Tess, who served in the Royal Navy from 1943-46, was reunited with her Second World War General Service Medal and Colin, who served in the Royal Green Jackets, received the Long Service and Good Conduct medal, awarded after 18 years of service.

David added: “Reuniting veterans with lost medals is just one aspect of our work.

“We believe it’s incredibly important to formally acknowledge these military honours.

“It’s bringing back pride, recognising those who risked their lives, and not forgetting theirs and their fallen comrades’ sacrifices.”

The medals were presented by Commodore Gary Doyle, a senior Royal Navy officer and the new regional commander for Northern England and the Isle of Man.

NHS South Sefton CCG: Sefton veterans inspire local NHS staff

A doctor’s surgery in Bootle has donated funds to the Sefton Veterans Project following a memorable talk from the leader of the project and ex-military himself, David Smith.

It follows a training session, organised by NHS South Sefton Clinical Commissioning Group (CCG) late last year to raise awareness of the Sefton wide project and the work it does to support military veterans.

Practice staff heard how David faced issues in adjusting to life outside the forces after 25 years of service and how he now works for the charity, Expect Ltd. Following discussions, the charity decided to start up the Sefton Veterans Project with the primary focus being the mental health issues ex service personnel frequently suffer on discharge from the armed forces.

The staff at Moore Street Surgery were so touched by the talk that they decided to donate £100 collected from a dress down day to the project.

Practice Manager at Moore Street Surgery, Helen Shillcock said: “Dave and the other veterans talk was so inspiring, it really made us think about how referrals to the project can seriously help veterans by giving them the support that they need.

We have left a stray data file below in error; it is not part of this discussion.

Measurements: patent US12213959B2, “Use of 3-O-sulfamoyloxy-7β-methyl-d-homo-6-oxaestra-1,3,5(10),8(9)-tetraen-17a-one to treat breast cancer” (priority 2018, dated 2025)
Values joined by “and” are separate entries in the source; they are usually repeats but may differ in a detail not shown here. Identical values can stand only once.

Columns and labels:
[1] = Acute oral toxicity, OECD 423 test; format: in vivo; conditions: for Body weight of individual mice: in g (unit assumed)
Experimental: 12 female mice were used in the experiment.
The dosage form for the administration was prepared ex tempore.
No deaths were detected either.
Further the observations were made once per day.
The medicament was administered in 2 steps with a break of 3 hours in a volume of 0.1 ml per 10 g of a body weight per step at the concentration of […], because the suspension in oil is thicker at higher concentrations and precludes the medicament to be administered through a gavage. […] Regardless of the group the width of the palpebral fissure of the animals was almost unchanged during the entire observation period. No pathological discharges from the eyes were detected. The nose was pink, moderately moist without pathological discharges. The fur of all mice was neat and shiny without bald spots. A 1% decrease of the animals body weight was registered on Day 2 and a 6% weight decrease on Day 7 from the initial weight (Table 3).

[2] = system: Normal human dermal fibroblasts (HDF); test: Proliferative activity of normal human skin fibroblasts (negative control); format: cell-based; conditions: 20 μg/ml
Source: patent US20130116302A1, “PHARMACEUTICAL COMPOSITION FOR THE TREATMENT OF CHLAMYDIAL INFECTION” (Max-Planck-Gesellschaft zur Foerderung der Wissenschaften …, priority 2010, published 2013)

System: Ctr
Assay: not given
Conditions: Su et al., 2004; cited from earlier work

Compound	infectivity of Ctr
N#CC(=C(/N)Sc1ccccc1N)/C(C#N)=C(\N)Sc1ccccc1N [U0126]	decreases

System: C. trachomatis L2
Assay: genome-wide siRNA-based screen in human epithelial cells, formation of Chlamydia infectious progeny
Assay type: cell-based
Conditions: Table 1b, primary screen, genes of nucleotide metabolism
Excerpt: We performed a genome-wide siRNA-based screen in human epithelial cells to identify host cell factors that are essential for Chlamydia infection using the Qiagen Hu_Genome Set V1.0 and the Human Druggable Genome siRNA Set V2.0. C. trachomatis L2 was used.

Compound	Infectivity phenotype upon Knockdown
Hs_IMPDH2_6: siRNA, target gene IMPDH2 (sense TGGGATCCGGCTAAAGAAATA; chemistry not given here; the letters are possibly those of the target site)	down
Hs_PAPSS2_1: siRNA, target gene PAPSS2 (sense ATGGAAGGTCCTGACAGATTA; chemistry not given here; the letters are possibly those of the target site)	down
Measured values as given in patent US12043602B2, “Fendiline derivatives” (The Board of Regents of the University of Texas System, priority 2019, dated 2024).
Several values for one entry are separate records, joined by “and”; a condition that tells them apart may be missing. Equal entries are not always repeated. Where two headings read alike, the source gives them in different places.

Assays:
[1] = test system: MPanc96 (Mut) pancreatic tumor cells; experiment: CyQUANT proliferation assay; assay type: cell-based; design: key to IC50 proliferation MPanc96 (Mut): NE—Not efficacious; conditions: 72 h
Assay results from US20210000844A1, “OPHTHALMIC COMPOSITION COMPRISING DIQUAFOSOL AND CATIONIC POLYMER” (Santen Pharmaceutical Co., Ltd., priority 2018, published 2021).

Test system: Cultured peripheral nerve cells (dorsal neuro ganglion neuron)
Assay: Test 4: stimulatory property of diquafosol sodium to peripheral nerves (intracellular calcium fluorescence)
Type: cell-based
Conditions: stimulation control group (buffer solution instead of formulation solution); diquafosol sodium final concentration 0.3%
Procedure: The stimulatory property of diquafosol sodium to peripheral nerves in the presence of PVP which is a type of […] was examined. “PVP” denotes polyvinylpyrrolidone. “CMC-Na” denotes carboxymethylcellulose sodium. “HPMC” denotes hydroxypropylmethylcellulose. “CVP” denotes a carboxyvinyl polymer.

“When you hear about how Dave and some of the other veterans have turned their lives around and are now helping others like them it is so motivating. We held a dress down day a while back and raised £100, we knew all along that the Sefton Veterans Project was where we wanted to donate the money to and they truly deserve it for all their hard work.”

The Sefton Veterans Project is managed by Expect Ltd, a charity providing services for people living with a learning disability or enduring mental health problems, and is an initiative between Sefton Council, Sefton CVS and the two CCGs in Sefton who have helped to develop the veterans strategy for Sefton.

Together, they have established a one stop facility in Expects Bowersdale Resource Centre, Seaforth for ex-service personnel and their families to provide help and advice with mental wellbeing housing, employment, dependency and financial issues. They also provide mentor support when referring to specialist mental health experts who fully understand a veteran’s needs and issues such as combat stress.

Dave Smith from the Sefton Veterans Project said: “We were overwhelmed when the surgery told us they’d like us to have the money. It is great to know that the talks that we do are so effective when really it’s just informing the public of what services we offer as a project and what experience we have been through to warrant such a service.

“The money will be put towards a retreat that we are taking some of our veterans on in Scotland in May and we are extremely grateful to the practice for choosing us. It is so important that people know about our service and that military veterans are referred to us so that we can help. It is so nice to give something back to those who have been through similar experiences.

”A huge thank you goes to Angela Curran, Locality Development Support at the CCG for organising the talk which has led to more referrals to the Sefton Veteran Project.”

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The NHS currently provides 12 mental health services across England specifically for veterans. They enable specialist staff to care for ex-forces personnel with mental health needs, direct them to the most appropriate service and give them effective treatment.

To help improve future care across the country NHS England are asking armed forces veterans to share their experience of mental health services.

The launch of their national survey will help improve the care available for veterans as they move from military to civilian life.

The survey is a chance for veterans to share their experiences and views of existing mental health services and to understand the reasons why some people have not sought or received support and treatment. You can complete the questionnaire here.